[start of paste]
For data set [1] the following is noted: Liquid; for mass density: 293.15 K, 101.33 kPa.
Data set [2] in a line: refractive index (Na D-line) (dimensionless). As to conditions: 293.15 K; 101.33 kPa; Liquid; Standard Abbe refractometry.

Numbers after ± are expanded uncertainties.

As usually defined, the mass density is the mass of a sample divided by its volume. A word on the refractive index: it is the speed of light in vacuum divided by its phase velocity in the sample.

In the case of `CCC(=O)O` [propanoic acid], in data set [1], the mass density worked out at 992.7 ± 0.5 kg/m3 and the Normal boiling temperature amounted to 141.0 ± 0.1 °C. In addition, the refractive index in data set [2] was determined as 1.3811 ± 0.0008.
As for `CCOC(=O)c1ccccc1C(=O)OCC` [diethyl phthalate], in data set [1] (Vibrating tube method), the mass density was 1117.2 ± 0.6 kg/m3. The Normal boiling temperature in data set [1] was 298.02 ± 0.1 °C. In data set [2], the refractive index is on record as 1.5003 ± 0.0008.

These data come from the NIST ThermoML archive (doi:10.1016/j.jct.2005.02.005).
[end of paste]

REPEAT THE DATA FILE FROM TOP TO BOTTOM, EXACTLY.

For data set [1] the following is noted: Liquid; for mass density: 293.15 K, 101.33 kPa.
Data set [2] in a line: refractive index (Na D-line) (dimensionless). As to conditions: 293.15 K; 101.33 kPa; Liquid; Standard Abbe refractometry.

Numbers after ± are expanded uncertainties.

As usually defined, the mass density is the mass of a sample divided by its volume. A word on the refractive index: it is the speed of light in vacuum divided by its phase velocity in the sample.

In the case of `CCC(=O)O` [propanoic acid], in data set [1], the mass density worked out at 992.7 ± 0.5 kg/m3 and the Normal boiling temperature amounted to 141.0 ± 0.1 °C. In addition, the refractive index in data set [2] was determined as 1.3811 ± 0.0008.
As for `CCOC(=O)c1ccccc1C(=O)OCC` [diethyl phthalate], in data set [1] (Vibrating tube method), the mass density was 1117.2 ± 0.6 kg/m3. The Normal boiling temperature in data set [1] was 298.02 ± 0.1 °C. In data set [2], the refractive index is on record as 1.5003 ± 0.0008.

These data come from the NIST ThermoML archive (doi:10.1016/j.jct.2005.02.005).